The pharmacokinetic profile of flumazenil is unaltered in the presence of benzodiazepine agonists and the kinetic profiles of those benzodiazepines studied (ie, diazepam, flunitrazepam, lormetazepam, and midazolam) are unaltered by flumazenil. During the 4-hour steady-state and post infusion of ethanol, there were no pharmacokinetic interactions on ethanol mean plasma levels as compared to placebo when flumazenil doses were given intravenously (at 2.5 hours and 6 hours) nor were interactions of ethanol on the flumazenil elimination half-life found.
The pharmacokinetics of flumazenil have been evaluated in 29 pediatric patients ranging in age from 1 to 17 years who had undergone minor surgical procedures. The average doses administered were 0.53 mg (0.044 mg/kg) in patients aged 1 to 5 years, 0.63 mg (0.020 mg/kg) in patients aged 6 to 12 years, and 0.8 mg (0.014 mg/kg) in patients aged 13 to 17 years. Compared to adults, the elimination half-life in pediatric patients was more variable, averaging 40 minutes (range: 20 to 75 minutes). Clearance and volume of distribution, normalized for body weight, were in the same range as those seen in adults, although more variability was seen in the pediatric patients.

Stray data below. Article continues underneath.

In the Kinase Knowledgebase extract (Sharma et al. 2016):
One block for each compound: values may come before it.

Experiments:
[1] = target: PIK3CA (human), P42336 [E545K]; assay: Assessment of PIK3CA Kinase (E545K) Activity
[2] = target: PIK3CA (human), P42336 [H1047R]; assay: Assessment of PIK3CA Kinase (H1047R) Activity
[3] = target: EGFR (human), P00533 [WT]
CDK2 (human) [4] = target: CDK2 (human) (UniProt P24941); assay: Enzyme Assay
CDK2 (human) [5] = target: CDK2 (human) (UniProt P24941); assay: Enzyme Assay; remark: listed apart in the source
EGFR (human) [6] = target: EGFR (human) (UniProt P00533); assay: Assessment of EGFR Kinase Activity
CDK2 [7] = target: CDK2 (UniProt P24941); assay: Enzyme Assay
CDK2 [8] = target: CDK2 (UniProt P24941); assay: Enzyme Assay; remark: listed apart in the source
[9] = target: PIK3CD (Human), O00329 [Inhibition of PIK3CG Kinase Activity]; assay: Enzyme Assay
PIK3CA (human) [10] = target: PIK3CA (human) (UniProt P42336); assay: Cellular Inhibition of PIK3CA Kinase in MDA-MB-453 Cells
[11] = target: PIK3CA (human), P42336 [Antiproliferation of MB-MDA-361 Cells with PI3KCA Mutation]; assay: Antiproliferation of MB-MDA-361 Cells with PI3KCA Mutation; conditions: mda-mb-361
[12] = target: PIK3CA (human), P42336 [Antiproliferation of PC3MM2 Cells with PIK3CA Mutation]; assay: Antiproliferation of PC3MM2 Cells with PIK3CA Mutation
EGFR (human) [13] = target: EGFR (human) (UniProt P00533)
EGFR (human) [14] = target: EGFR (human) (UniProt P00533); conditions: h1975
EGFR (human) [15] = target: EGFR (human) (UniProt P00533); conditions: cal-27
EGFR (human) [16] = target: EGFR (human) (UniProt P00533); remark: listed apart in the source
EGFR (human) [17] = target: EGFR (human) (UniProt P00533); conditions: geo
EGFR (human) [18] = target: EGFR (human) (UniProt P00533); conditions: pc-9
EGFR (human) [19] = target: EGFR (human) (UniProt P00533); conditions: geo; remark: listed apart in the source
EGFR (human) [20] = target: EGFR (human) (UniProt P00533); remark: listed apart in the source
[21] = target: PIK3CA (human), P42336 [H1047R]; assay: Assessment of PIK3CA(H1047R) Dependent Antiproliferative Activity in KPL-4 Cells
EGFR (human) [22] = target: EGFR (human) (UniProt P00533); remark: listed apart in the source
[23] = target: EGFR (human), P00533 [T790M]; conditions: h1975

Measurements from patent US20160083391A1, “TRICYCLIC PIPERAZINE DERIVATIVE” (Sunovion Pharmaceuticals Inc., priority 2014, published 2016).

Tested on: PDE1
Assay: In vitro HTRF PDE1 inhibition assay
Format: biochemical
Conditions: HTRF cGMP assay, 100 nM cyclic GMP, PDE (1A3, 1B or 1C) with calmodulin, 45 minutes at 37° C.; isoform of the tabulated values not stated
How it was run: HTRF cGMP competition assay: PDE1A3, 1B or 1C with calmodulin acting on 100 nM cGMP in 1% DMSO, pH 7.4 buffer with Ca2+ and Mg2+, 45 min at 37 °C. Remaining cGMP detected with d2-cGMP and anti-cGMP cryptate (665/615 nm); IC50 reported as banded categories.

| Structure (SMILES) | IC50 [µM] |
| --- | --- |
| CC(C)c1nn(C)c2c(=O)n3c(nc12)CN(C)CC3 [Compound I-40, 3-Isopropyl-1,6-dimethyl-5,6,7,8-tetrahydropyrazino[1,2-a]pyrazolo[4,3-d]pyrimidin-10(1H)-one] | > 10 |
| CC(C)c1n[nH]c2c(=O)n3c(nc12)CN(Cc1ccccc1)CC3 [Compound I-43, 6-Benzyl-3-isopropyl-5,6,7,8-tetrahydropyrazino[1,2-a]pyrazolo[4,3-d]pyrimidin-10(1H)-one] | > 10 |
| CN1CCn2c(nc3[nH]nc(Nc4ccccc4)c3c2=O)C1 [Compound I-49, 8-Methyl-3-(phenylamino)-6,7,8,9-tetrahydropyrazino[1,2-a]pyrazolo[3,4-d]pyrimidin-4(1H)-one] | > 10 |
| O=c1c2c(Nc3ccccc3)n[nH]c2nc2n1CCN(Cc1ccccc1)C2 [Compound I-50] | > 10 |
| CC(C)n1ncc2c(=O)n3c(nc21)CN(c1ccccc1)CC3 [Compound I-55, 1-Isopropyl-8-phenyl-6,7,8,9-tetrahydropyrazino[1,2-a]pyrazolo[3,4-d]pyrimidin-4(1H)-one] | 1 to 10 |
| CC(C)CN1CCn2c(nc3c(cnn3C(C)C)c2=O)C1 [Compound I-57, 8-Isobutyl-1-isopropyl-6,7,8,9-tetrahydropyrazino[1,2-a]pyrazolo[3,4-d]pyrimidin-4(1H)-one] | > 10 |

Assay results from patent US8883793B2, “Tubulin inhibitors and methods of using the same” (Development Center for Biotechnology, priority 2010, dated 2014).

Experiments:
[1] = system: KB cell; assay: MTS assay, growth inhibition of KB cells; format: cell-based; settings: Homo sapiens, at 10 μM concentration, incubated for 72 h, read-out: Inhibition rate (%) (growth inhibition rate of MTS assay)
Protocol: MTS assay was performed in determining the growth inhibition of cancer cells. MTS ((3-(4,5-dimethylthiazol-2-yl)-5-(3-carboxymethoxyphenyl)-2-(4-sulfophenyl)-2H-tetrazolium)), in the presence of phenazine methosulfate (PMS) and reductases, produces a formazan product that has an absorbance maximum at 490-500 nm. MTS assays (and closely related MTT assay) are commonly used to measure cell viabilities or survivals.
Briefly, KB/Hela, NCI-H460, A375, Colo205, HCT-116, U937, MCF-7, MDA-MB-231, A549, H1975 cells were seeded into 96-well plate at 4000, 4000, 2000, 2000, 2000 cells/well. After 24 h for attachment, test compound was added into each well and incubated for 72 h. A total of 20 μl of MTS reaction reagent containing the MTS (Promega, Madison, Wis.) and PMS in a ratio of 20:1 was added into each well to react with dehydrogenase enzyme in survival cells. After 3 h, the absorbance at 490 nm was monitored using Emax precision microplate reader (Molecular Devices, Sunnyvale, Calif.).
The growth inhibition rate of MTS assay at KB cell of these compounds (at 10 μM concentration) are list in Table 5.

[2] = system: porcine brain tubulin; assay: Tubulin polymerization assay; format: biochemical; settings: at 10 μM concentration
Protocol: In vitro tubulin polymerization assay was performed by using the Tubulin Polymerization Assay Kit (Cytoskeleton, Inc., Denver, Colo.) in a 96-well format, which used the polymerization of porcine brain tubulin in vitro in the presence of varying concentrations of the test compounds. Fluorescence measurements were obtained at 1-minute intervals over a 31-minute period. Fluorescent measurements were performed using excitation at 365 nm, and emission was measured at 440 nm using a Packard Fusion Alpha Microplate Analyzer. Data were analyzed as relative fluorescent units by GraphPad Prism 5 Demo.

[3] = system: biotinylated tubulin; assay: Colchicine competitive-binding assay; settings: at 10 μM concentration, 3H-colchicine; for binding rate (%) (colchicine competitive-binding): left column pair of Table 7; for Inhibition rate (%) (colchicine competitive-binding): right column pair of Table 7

Flumazenil has been administered in adults to reverse the effects of benzodiazepines in conscious sedation, general anesthesia, and the management of suspected benzodiazepine overdose. Limited information from uncontrolled studies in pediatric patients is available regarding the use of flumazenil to reverse the effects of benzodiazepines in conscious sedation only.
Flumazenil was studied in four trials in 970 patients who received an average of 30 mg diazepam or 10 mg midazolam for sedation (with or without a narcotic) in conjunction with both inpatient and outpatient diagnostic or surgical procedures. Flumazenil was effective in reversing the sedating and psychomotor effects of the benzodiazepine; however, amnesia was less completely and less consistently reversed. In these studies, flumazenil was administered as an initial dose of 0.4 mg IV (two doses of 0.2 mg) with additional 0.2 mg doses as needed to achieve complete awakening, up to a maximum total dose of 1 mg.
Seventy-eight percent of patients receiving flumazenil responded by becoming completely alert. Of those patients, approximately half responded to doses of 0.4 mg to 0.6 mg, while the other half responded to doses of 0.8 mg to 1 mg. Adverse effects were infrequent in patients who received 1 mg of flumazenil or less, although injection site pain, agitation, and anxiety did occur. Reversal of sedation was not associated with any increase in the frequency of inadequate analgesia or increase in narcotic demand in these studies. While most patients remained alert throughout the 3-hour postprocedure observation period, resedation was observed to occur in 3% to 9% of the patients, and was most common in patients who had received high doses of benzodiazepines (see PRECAUTIONS).